TikTok’s New Privacy Policy Involves Biometrics

TikTok’s new privacy policy alludes to the collection of biometric data. This is a clear case of collecting data you don’t need.

Last year, President Donald Trump threatened to ban TikTok in the United States, alleging that its Chinese backing created a national security problem. TikTok managed to stick around the U.S. by partnering with U.S. companies Oracle and Walmart. With two U.S. companies willing to invest in the service, Trump allowed the app to stay. Earlier this month, though, TikTok’s new privacy policy put the app back in the headlines. 

The new policy states, “Among other clarifying changes, we have added more details about the information we collect and how it’s used, including clarifications related to, for example, collection of user content information, use of data for verification, ad related choices, data sharing with third party services, and data storage/processing practices.”

If you scroll a bit farther down, under the “Information We Collect Automatically” section is a subsection titled “Image and Audio Information.” It reads:

“We may collect information about the images and audio that are a part of your User Content, such as identifying the objects and scenery that appear, the existence and location within an image of face and body features and attributes, the nature of the audio, and the text of the words spoken in your User Content. We may collect this information to enable special video effects, for content moderation, for demographic classification, for content and ad recommendations, and for other non-personally-identifying operations. We may collect biometric identifiers and biometric information as defined under US laws, such as faceprints and voiceprints, from your User Content. Where required by law, we will seek any required permissions from you prior to any such collection.”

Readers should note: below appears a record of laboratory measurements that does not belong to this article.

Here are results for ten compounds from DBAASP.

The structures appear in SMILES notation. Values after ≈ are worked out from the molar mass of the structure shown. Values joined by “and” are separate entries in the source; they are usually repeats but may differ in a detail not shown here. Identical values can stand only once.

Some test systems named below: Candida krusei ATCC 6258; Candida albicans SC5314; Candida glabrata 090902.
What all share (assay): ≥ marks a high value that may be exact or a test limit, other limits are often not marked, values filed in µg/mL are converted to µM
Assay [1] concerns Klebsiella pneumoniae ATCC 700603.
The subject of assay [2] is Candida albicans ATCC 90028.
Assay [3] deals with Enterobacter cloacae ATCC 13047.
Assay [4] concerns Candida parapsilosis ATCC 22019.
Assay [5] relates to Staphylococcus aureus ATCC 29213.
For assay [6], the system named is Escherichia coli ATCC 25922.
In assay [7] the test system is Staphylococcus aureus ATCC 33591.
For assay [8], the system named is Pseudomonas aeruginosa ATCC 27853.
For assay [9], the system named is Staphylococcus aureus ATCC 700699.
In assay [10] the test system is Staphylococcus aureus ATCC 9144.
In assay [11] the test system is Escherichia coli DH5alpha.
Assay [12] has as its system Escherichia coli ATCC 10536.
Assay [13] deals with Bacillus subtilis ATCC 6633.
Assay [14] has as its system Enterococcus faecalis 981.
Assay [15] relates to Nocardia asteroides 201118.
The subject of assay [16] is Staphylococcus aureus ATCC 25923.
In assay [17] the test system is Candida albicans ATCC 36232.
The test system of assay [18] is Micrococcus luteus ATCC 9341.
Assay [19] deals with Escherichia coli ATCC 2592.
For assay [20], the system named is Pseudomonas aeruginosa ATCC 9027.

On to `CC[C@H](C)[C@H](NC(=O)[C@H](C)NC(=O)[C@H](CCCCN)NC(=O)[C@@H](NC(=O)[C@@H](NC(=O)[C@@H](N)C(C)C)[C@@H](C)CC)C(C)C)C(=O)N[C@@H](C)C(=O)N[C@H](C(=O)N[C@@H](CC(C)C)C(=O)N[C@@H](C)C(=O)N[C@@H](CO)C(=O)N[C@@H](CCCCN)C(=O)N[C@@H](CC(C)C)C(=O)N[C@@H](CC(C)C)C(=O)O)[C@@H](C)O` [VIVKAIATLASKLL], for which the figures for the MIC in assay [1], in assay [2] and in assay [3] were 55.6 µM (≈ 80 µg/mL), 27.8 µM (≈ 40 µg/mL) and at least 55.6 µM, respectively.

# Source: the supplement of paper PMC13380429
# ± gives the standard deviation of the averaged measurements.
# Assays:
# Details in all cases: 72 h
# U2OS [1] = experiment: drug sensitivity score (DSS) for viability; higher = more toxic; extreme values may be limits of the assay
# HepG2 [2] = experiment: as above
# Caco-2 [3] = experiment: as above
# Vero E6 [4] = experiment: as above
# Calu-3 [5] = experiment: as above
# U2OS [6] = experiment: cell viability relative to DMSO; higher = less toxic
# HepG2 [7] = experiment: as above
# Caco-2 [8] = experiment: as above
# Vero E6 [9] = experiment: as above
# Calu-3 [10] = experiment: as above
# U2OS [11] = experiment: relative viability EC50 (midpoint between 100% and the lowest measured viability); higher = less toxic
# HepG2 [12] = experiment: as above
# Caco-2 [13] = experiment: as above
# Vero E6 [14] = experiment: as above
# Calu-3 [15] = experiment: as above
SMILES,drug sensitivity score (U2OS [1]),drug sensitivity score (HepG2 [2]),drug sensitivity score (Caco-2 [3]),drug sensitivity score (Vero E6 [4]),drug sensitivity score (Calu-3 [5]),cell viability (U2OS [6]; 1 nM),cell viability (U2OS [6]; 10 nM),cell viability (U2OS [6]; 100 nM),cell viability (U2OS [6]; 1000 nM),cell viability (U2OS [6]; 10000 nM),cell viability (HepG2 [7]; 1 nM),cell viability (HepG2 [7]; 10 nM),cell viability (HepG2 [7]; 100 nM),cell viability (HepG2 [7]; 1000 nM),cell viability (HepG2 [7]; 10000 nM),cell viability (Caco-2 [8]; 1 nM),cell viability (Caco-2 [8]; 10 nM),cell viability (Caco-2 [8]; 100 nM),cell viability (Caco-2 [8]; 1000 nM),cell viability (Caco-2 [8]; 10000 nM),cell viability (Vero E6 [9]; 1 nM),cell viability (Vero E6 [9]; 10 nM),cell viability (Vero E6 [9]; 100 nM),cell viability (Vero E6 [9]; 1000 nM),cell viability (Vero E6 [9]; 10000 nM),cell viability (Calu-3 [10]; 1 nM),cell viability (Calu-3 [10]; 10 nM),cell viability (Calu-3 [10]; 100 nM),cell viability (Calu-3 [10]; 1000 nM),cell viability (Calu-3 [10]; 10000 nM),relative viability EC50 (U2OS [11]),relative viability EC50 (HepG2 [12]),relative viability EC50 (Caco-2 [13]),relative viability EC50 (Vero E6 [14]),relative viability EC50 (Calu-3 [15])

If this doesn’t concern you, it should. The policy is vague, meaning that it will be difficult to challenge. It gives access to your biometric information, which means that if the information they collect is stolen in a breach, now someone has access to whatever TikTok pulled from you. The biometrics listed above does not constitute a conclusive list, and TikTok leaves it open to interpretation as to what that means. On top of this, why does TikTok need your biometric identifiers? What benefit do they hope to provide to users by collecting this information? Even if it is for filter or special effects (lawyer dog anyone!), why is the data being stored? And collected. It’s vague, so we don’t know if our biometrics are sitting on a TikTok server.

While this is something every user of TikTok should be aware of, it should also concern businesses. Many businesses, healthcare facilities in particular, use fingerprint scans to identify staff members. Other businesses use retina scans, palm prints and other biometric security features. So, if one of your employees is a TikTok user (which is likely given the app’s popularity), and that user has their information hacked, now your business is potentially exposed. It’s not as far off of a thought as you might think, criminals will think of even more ways they can use that data for nefarious purposes.

Privacy is a major concern for consumers today. People don’t want everyone to have all of their information and they don’t want to be tracked, which is why we’re seeing the end of third-party cookies. It’s why we’ve seen the enactment of the CCPA and GDPR. It’s the fuel behind the digital transformation movement. 

If you are a business owner or business leader, it’s incredibly important to ensure your data stays secure to protect the privacy of your customers, employees, clients and business partners. In light of TikTok’s new privacy policy, if your business uses biometrics, it’s imperative that you verify IAM controls and credentialing, along with regular security reviews.

About the Author

Pieter VanIperen, Managing Partner of PWV Consultants, leads a boutique group of industry leaders and influencers from the digital tech, security and design industries that acts as trusted technical partners for many Fortune 500 companies, high-visibility startups, universities, defense agencies, and NGOs. He is a 20-year software engineering veteran, who founded or co-founder several companies. He acts as a trusted advisor and mentor to numerous early stage startups, and has held the titles of software and software security executive, consultant and professor. His expert consulting and advisory work spans several industries in finance, media, medical tech, and defense contracting. Has also authored the highly influential precursor HAZL (jADE) programming language.

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